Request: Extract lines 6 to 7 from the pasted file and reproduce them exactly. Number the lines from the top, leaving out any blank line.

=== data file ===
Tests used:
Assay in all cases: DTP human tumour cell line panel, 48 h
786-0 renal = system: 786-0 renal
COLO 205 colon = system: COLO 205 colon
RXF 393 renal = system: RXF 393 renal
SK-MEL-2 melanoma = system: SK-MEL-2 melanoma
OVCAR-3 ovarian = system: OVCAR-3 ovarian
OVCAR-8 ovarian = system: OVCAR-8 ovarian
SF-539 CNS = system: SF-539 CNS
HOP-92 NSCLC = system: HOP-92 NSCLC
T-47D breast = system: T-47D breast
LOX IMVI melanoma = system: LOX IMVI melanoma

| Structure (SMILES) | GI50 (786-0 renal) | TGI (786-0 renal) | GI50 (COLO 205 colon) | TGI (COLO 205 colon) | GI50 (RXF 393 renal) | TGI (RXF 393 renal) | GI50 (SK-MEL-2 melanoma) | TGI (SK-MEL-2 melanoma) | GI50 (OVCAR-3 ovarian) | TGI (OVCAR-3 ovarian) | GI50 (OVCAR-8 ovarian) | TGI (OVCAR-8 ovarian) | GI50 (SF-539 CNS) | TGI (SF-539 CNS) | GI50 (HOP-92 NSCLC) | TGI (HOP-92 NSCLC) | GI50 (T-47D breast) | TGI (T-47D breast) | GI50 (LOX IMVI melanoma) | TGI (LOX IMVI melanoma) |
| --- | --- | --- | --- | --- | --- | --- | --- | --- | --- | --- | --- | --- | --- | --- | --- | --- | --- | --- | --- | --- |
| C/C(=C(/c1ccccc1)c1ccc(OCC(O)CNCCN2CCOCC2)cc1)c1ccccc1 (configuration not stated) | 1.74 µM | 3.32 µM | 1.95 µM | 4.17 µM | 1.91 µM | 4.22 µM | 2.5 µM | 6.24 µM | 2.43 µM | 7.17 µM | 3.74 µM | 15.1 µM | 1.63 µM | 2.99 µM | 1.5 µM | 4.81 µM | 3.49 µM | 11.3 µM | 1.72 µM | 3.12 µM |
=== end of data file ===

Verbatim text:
SK-MEL-2 melanoma = system: SK-MEL-2 melanoma
OVCAR-3 ovarian = system: OVCAR-3 ovarian